Biteback author David Torrance writes in the The Times (Scottish edition)
The beleaguered Scottish Tory Party would do well to revisit the writings of a largely-forgotten Conservative thinker. “Until our educated and politically minded democracy has become predominantly a property-owning democracy,” declared Noel Skelton in 1923, “neither the national equilibrium nor the balance of the life of the individual will be restored.”
With that, Skelton contributed an enduring concept to the modern political lexicon. The Unionist MP for Perth in the 1920s and early 30s said “property-owning democracy” was the cornerstone of the most important component of the party’s “view of life”. Later, this was interpreted as home ownership, characterised by Margaret Thatcher’s promotion of council house sales, although Skelton intended much more. He wanted individuals to have a stake in every layer of society, in government and industry as well as individual property. It was an influential idea. A trio of prime ministers – Anthony Eden, Harold Macmillan and Sir Alec Douglas-Home – all pay homage to Skelton in their memoirs, while David Cameron is familiar with the phraseology, if not the man himself.
Winning Perth for the first time in 1922, Skelton said the duty of Conservatives was clear. “They must not only be Unionists on polling day but every day, and all the day.” He realised that the party could not regard any system of government “as necessarily permanent”. If there was to be “some devolution, some alteration in the present system”, he said in the early 1930s, Scotland would “come to that new duty and that new responsibility not as a minor member, not as inferior to England; she will come to it with a full knowledge of parliamentary life, and she will come because she is ready”.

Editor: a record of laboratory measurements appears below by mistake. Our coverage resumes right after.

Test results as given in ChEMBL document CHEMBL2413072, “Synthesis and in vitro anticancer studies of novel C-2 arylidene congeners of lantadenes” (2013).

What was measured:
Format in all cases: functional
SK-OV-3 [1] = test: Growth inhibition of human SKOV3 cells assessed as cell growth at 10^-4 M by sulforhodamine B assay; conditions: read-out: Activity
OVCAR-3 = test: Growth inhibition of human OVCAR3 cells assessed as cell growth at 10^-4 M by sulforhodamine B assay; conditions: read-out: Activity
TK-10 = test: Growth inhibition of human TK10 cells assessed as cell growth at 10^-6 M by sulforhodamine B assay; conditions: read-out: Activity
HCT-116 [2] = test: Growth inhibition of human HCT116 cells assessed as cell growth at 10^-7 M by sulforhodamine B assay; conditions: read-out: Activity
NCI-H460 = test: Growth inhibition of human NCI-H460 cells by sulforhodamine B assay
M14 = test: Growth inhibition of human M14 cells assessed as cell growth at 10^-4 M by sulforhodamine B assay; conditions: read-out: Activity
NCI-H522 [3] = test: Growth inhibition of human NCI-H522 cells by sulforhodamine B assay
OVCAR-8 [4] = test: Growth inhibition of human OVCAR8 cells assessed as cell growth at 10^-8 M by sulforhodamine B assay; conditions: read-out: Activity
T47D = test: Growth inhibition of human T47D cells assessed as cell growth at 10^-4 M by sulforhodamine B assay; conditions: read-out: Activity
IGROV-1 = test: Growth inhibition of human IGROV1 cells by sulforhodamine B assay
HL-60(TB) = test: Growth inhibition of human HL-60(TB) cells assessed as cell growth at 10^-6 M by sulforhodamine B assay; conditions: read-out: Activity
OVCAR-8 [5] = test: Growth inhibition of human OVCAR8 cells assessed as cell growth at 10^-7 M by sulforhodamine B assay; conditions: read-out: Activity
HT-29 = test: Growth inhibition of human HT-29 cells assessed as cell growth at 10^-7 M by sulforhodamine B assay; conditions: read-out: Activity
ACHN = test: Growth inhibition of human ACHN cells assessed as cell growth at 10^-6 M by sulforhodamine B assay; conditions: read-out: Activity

He was, therefore, a Nationalist and a Unionist, Scottish and British, a political balancing act his successors have lost sight of. “If Conservatives are not to fight with one hand tied behind their backs, the active principles of Conservatism must be felt anew, thought anew, promulgated anew,” he proclaimed.
Not a bad mission statement for the modern Scottish Conservative and Unionist Party.
Skelton was the first to recognise the need to move beyond the party’s traditional association with privilege. The next Scottish Tory manifesto should emphasise what Skelton characterised as “fair play between all classes and the desire of each to farther the common weal”. His progressive Conservatism can, with a little refreshment, work again.
David Torrance’s biography, Noel Skelton and the Property-Owning Democracy, is available here, priced £25.00